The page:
tite ulu house were tariic .ied. and iL Is a
iuyteiy hvw he got into the plaec.
iue Maiquis of Winchester opened at
Southamptuon the largest graving dock
in the United Kingdom, and 'cbri-t2ned iL
Trtfalgur The celewouy was attended !
by a oastinguisbed company. At th;:'
Ilnucheon which followed the Marqui- of
\\ iachetier couglatukated Lue Lounu and
bo)ath Western Kiiway Con;pany on
iL, L entc rpr'i-e, and claimed that ,ou'.,i
au.,tlon as a port mot- second tr, LjoI. :u
the world. IL(t co. opened that a1,y
was, he said,. 25 feet in excess of any
vessel on the ocean. I
An.extraordinary scene was witne sed
at u bull fight at Airia the other day.
The last bull was a beftt of such unusual
ly massive siza that the toreador loais his
nerve, and instead of the man playing
with the animal, it was the animal tat
seemed to ao pretty much as it liked wilh
the man. Alter a time, the toreador's
evident infficitenay began to iritate the
audience. o0 whom some of the bol er
spirits invaded the arena, and several
were injured by the null. At length a
OdteaclDJent of the Ciil Guards was
maicLed auto the place, the public was
tuoiibly ejected, and the bull shot by a
volley. The toreador is to be presecated.
Mr C. E. Mathews, ex Pieeident of the
Alphine Club, whose death is announced.
was aaman of letters as well -; &s c:imuer.
His Annals of Mont Blanc' is the best
work in the English language on the
subject of which it treats-far better and
more thorough than that by Albe:t
Smihb; and if it is inferior in point of
erudition to the French monograph by
M. Durier, it is much stronger on toe
practical side. It was by hie practical
knowledge of climbing in general and
Mont Blanc in particular that Mr.
Mathews demolished the old theory that
in the first ascent all the work a as done
by Balmat, while his companin Dr.
Paccard was merely a passenger.' In
addition to this book, by which he is beat
known, Mr. Mathews contributed a
chapter of reminiscences of early climbers
to the Badminton volume on Mouotains.er-
ing, and wrote a good deal for the Alpine
To Country Shop-keepers.
We direct the attention of country
shop-keepers to the advertisement. of
Mears. D.cks & Co., which will be ounnd
on another page. This firm is in a bp en
did position to sUpply the wana of
traders, having had considerable expert
enee in the preparation of native w n s
and liquors. They hsveon band a l.ge,
stock of rums, and wines put up for the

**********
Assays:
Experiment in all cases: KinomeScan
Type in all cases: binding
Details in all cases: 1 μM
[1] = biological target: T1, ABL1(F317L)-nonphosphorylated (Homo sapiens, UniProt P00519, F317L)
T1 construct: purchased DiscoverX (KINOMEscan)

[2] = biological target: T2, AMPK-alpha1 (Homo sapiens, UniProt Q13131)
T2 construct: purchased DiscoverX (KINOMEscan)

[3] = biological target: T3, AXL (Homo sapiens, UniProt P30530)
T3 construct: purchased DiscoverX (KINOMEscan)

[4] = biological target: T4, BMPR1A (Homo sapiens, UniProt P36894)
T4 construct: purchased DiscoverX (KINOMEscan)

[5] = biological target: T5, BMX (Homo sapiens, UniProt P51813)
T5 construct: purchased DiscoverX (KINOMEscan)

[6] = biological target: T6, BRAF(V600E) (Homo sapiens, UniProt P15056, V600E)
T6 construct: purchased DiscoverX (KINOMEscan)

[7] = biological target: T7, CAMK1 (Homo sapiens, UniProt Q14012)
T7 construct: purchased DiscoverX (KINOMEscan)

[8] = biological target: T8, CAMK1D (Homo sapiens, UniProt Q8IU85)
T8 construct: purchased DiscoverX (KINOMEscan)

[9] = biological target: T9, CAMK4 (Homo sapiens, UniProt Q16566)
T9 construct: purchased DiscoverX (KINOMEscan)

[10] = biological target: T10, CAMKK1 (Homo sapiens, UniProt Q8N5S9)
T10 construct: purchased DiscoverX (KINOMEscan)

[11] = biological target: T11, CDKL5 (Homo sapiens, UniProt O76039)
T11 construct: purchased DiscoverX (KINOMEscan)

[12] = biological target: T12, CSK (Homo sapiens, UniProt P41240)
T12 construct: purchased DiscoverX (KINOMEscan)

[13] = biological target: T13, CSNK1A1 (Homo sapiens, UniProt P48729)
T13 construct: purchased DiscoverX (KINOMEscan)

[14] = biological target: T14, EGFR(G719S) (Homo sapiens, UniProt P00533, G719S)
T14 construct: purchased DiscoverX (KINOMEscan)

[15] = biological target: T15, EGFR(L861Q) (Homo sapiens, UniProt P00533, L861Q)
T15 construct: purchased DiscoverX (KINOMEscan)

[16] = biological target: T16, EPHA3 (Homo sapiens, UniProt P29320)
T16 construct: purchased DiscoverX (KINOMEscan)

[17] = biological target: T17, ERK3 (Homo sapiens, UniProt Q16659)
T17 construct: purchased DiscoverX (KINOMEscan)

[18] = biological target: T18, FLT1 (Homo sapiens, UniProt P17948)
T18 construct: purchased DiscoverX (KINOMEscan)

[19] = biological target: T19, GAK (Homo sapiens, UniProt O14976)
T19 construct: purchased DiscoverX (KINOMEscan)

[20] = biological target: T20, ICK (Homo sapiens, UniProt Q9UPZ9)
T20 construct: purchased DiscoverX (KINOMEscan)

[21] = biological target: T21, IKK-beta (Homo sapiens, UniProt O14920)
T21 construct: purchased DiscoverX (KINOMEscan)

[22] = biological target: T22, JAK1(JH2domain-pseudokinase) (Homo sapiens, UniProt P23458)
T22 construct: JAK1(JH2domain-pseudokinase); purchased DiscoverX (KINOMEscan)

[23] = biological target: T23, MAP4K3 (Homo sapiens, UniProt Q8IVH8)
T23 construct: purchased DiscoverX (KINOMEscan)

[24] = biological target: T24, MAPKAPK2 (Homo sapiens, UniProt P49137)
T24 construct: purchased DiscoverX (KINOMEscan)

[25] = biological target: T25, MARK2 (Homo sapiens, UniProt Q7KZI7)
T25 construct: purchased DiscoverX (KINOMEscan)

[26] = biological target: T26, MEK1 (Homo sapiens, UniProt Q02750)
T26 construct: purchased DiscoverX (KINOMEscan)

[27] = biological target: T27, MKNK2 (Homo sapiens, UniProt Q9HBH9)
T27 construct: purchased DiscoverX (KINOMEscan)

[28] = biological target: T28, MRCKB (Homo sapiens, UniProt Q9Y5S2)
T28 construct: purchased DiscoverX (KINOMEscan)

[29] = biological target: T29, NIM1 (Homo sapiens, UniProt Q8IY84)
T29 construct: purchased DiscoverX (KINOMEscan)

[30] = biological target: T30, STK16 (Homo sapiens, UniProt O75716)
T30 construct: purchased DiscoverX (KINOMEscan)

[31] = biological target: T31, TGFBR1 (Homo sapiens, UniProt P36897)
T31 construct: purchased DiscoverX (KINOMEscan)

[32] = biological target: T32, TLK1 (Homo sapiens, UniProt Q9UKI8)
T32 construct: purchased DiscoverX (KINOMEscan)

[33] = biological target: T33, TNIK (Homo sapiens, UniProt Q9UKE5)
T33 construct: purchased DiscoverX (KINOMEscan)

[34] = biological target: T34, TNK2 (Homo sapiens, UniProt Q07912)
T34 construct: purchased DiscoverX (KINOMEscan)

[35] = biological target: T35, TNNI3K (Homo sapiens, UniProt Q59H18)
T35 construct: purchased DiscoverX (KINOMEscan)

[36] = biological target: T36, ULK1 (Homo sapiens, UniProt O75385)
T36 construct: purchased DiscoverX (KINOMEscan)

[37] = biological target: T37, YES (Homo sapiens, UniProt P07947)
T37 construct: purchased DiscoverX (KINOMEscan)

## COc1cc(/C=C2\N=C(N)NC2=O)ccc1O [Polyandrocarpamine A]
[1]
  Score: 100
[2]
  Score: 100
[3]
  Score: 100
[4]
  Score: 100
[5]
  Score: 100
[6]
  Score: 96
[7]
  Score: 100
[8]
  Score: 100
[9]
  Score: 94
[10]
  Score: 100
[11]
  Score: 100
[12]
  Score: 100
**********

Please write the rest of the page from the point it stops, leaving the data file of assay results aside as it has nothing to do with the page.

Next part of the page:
Xmas trade. also a superior impop ted
Port Wine of the very first quality.
flnrinr the past vear. their business haa

considerably wereased which is a proof
ot their boaioeshlike methods and the
quality of their stuffed, Country shop-'
keepers cannot do better thAn write or
eall on this iarm.
10 Charaley Grove Blakpool, En.0
Dean's oaetu.eat eaoed me of piles in
Oct. 1899. It .i now 25 months since
t6e cure, and I want to say tive ha d u,
return of this annoyig complaint durana
I he period. (Sigued) Mrs. Howard
tot all oChiAtas.

when my stockboidersentrusted me with the man-
Sezuemit of their uubtnebsa few year ao.
S took gl eSiG capital, suppilled by Farmers.
Women. 'Fhysliians Clerks, Cfcrgymen. etc In
Belfast. Mailne. atid In an hoBnest, but very
profitable business, earned and paid them
thbrouioh the BELFAT ATIONWAL
BANK, 1,0O4t!:! int eash dvidtleddh in the
firbt six muosithb. A5,102O8:lO in cash divi-
dends ..Ithf:,, tt: enci,yv;ar, aid 'i i S ats*itthi J
pild them in rourd 'uumbers 67,346ltU(9
I can furnish Ti with an affidavit from the
Sto-khold.Trs whb, t ,ruve every word of thib to
be true. It is a ua ert tiruhitory and ib
whobe citizens voluntarily aigii-d a estate
Sthat vouche lor it,
facts and riy l nitegr:yv.
hoiwhsty a i d bu.uebb
This reads like a fairy
tale, but it ibtrue. Inude
S ,r people rich. 'They
h el| pode earn the riches.
Eve r y tockholder
- -. got thetrehare. That's
m way fduiugbusmness.
h have learuetl the
rt value of the right
1( otf Co operation.
learned huw to mitke
oltiefy fut in at honest,
rofilsatle bilasnllss
Srom whicb Illlions are
jUt uadre eev yyyear.
I 1 n e a new busi-
n esis o I t he sero e kind.
on~ y my ierld is the
'o'ld. My Ianone oof
extended co-operuti ou.
SSt-k hu(lifrs every.
B.-. UAN.SO, fo'mutlon at nillend
Ex .'tor ( : 1 hlf .M e. M t iierlluence. Thediv-
I. 1 : M.L..H. idinds isuot be Inrge.
"rii- t : r-:j:.J hslort" 0 a fov tr-stor -y building.
'i)l '' b vv ry bi t S ;e- t ro' th. VWLmn J
J .. dir.e o i
| i l V.:1, Ti' l,,v : e 1 .1 hi, pa. r's (f ,it

S od eA n .. v : '; A r a

Sh.e ; t addd. I ai 1ta ud.
o ha
i Gaide to toll Pockets"
F I* P -it W* r the .isgt .R member
A.1 Ioi. eti In' -*er i neturns.s.
A.! ine Fo '- ve ever wa:et ment in t .'r adrt
tu s ill send a e24-ae b sk te ol
E.lF, asILN e to LeArn.ess u.,CRICAROU. .A.
Sa i to ui Pockets"

Fhr.n t eaio }s ithae t sti,. nem.ber

te, s, rn csendinis>;ig of my for'ier boo >khoulert.

Suor Sthand."

F you wish to learu Shorthand, lears
the modern, up to date

Tregg system.

1. No Shading.
T No Position Writing.
S. Connective Vowel Signs.
4. Continuous Forward Movement.
These are a few of the distinctive fea-
tares which make this system.
1. More Rational.
2. Lasicr to Learn.
3. Easier to Read.
4. Easier to Write.